Updated: Dec 13, 2022
The smartest thing you can do with your time is creating opportunities – real or virtual – where your clients, fans and admirers can experience who you really are or what you really are.
The experience is how you make people feel; the experience is the memory you create and the sense of well-being that others feel in your presence.
Want to shift and take a step in the right direction?
Consider how often you make yourself available to your clients, how often do you meet them, see them, spend time with them? How often do you call them? How well do you know them, and how well do they think you do?
When designing experiences for your clients, consider the 4 different Realms of Experience, as outlined in The Experience Economy by Joe Pine and Jim Gilmore. These four realms are Entertainment, Education, Escapism and Environment (in the EE book Joe and Jim refer to Esthetic.)
What kind of fun event could you host that is related to what you do? How could you make an existing client interaction more fun? Here is an example, when people join me in zoom meetings instead of arriving at a boring welcome screen that says “Dennis will be right with you” which is another way of saying “wait” I make sure that guests arrive at a video playing. It’s surprising, it’s different and it is usually related to what we will be talking about.
Hey, you know what else is fun … Getting together with people who share my interest. Or being invited to a lunch to meet some other small business owners in the city.
Think outside of investment seminars … What else could you teach your clients that would empower them to make a positive lasting change in their life.
What could you do with your client that would shake up their routine? I was recently invited to a presentation on “Old Ottawa” by a guy I follow on Twitter who posts photos of my city from decades past. I find it fascinating and would gladly have attended except I’ll be away.
Think beyond the predictable golf events … I had a client once who hosted an event at her own home and it involved gardening. She hosted 2 events per year, one on planting and the other on how to put the whole thing to bed. I mention this to my wife probably once a year when Sherri is out playing in the dirt.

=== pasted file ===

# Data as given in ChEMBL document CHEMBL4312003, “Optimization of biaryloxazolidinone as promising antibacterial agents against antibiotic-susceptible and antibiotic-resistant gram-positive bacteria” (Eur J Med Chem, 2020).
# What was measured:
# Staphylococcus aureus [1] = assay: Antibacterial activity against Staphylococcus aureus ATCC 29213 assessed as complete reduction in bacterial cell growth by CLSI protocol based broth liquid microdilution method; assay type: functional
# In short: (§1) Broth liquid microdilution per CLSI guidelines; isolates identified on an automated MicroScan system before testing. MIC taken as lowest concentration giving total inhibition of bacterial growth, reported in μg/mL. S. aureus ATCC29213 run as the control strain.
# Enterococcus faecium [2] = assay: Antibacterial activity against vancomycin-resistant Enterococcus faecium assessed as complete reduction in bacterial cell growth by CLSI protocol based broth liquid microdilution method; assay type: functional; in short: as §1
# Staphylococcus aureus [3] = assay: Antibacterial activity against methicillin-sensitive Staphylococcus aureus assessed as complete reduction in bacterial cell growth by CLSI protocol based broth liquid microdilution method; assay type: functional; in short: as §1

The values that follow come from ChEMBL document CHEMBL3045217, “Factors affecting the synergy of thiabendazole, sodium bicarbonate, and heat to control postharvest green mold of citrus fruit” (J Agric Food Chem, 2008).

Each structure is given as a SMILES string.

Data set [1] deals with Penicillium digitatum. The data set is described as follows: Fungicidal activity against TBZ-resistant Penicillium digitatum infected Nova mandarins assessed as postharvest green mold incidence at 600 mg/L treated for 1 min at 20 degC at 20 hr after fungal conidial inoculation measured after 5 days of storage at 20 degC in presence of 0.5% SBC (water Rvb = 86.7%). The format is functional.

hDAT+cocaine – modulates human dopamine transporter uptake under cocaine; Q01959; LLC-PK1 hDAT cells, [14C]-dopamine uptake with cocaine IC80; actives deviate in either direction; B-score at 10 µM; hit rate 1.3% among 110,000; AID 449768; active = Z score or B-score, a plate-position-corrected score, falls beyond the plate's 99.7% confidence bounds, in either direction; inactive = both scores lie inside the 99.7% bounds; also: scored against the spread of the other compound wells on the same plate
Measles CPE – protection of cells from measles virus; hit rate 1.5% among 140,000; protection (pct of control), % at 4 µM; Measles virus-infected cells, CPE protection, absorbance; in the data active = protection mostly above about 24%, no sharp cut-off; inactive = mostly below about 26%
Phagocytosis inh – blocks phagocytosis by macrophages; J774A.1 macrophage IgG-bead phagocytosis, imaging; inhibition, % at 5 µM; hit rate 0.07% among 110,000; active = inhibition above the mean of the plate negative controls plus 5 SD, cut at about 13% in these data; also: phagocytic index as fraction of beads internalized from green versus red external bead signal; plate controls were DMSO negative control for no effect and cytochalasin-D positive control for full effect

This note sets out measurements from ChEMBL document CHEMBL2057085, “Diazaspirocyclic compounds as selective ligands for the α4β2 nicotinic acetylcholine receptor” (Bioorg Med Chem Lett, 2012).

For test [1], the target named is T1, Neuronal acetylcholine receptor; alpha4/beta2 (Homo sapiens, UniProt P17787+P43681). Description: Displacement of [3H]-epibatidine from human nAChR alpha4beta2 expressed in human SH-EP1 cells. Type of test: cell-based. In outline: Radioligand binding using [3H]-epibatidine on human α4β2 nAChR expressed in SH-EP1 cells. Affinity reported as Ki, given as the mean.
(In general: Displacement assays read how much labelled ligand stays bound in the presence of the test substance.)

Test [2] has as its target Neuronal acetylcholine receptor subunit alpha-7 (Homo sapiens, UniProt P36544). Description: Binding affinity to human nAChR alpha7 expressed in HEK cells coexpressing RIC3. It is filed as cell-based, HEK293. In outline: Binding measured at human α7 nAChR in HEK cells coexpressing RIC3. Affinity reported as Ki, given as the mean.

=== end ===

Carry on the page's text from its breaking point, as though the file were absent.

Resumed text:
In the book The Experience Economy, the environment is referred to as esthetic and the authors are referencing a specific sort of experience, namely one that you simply take in in a passive immersive state, such as looking at art or sitting in a park being content to just be.
For my purposes I want you to think about how any client interaction could be staged to create a contented mindset, and also I want you to think about events that are outside in nature. One of the best ideas I ever had and didn’t know, was when I told a client to have a review meeting in a park. I had just had a great lunch in a park near my office and had the idea. Take a regular review meeting, and change up the environment … Take your client somewhere beautiful, see what happens.
How can you stage your own office to be an interesting experience? How can you surprise people, engage and delight them? Think beyond color schemes … I met an advisor in North Carolina whose office was full of toys.
He was a collector, and the toys were props to help him make an interesting point which was that some of his most valuable investments were those that he was the least emotionally invested in.
You don’t have to fill your office with toys but you’re the only one who likes the golf stuff you have all over the place and it’s a really bizarre message to be sending out.
The more time your clients spend with you, the better.